Wednesday, October 27, 2010

A confusion of meanings

The legal system has not helped in the debate over public rights of navigation by its confused use of terms.

In the debate about access, much is made over the terms used to describe waterways.

You will find tidal waters referred to as 'Navigable' and inland waters as 'Non-navigable' and 'Private'. At first glance these terms would seem to clearly refer to the right to pass along the water in a vessel such as canoe.

navigable is used in 3 different ways in legal cases.
  1. To distinguish between tidal (navigable) waters where the soil under them is in the possession of the crown, and there are public rights of fishing (in general) AND non tidal waters (non-navigable) where the soil is generally in the possession of the owner of the adjacent land, and with it the rights to fish, extraction and use of the water and banks (the 'Riparian rights')
  2. To describe if a river is physically capable of navigation. Acts of parliament have been passed giving powers to 'make rivers navigable' and provide compensation to the owners of the land for any losses by such works.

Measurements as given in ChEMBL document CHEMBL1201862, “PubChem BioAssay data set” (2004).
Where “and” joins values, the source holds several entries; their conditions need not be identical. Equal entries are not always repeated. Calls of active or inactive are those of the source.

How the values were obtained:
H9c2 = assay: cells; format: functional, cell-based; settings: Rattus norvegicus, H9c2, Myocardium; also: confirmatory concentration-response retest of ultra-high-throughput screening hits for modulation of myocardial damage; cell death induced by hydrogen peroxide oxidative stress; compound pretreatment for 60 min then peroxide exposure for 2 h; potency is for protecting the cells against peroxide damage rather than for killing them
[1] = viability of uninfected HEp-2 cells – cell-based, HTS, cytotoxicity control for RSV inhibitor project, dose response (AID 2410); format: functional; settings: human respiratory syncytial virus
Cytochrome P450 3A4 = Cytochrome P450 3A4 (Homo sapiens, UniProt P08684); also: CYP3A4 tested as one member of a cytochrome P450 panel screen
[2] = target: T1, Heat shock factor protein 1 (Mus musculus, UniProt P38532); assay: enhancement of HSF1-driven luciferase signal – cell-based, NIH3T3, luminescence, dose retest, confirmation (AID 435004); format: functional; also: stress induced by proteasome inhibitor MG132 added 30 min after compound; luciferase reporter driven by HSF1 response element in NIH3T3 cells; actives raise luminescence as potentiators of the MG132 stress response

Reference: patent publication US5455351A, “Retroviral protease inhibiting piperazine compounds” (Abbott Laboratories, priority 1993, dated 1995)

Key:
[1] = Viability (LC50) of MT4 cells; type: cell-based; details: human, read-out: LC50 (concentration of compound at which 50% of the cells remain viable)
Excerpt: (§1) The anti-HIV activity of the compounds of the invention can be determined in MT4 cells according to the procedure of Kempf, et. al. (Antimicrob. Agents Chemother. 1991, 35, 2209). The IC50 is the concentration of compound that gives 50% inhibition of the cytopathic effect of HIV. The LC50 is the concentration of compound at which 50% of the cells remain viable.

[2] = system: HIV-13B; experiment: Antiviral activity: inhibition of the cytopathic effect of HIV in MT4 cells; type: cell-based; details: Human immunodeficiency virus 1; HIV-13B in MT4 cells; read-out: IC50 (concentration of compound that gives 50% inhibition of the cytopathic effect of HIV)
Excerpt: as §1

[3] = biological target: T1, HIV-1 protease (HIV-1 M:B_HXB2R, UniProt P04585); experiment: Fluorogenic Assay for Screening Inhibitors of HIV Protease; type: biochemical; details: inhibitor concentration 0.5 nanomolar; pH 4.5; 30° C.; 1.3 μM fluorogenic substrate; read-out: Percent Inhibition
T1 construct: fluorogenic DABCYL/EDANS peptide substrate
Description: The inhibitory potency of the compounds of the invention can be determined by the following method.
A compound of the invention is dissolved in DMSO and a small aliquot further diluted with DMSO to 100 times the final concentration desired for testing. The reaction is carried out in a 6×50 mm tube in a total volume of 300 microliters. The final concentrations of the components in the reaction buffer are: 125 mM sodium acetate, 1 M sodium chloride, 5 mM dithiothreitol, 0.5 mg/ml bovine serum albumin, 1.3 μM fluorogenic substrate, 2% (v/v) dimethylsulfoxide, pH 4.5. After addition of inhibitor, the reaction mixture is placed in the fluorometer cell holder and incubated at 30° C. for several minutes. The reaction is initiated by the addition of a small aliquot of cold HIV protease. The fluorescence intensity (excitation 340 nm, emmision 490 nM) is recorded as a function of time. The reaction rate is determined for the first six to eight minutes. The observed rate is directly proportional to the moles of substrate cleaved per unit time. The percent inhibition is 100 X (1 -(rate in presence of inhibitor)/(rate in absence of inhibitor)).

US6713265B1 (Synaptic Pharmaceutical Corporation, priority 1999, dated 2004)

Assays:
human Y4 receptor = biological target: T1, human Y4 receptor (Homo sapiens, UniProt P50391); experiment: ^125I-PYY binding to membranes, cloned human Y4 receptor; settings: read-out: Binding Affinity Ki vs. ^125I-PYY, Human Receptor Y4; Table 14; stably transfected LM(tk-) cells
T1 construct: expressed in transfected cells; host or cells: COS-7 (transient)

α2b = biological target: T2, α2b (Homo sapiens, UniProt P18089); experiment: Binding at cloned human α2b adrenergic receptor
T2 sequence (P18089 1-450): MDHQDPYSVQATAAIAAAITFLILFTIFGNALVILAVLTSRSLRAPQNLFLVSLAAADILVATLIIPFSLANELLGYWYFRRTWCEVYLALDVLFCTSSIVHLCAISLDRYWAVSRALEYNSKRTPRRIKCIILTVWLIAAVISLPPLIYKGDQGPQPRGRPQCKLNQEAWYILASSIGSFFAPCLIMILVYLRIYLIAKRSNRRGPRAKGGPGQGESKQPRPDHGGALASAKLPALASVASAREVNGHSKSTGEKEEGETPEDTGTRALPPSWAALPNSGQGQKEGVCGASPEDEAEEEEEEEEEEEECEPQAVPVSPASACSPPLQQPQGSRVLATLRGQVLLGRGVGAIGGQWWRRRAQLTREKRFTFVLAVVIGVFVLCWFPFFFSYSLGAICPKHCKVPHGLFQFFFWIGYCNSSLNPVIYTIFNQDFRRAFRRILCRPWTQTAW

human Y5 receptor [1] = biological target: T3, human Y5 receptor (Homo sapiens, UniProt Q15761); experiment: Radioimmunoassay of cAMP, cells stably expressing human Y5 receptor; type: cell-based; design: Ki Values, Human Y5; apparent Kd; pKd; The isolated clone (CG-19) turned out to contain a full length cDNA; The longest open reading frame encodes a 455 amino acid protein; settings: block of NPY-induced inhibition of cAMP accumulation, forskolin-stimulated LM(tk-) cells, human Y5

3. To describe if the river may be navigated or not in a legal sense.
You can probably see where the problem lies, if all the rivers described as non-navigable under meaning 1, were then interpreted as being non-navigable under the third meaning. All non tidal waters would not be legally navigable.

Cases up until Bourke V Davis (1890) did not discuss 'navigation' of inland waters but if the river was 'navigable' in relation to ownership of the soil, so that ownership of disputed rights to fish could be determined.

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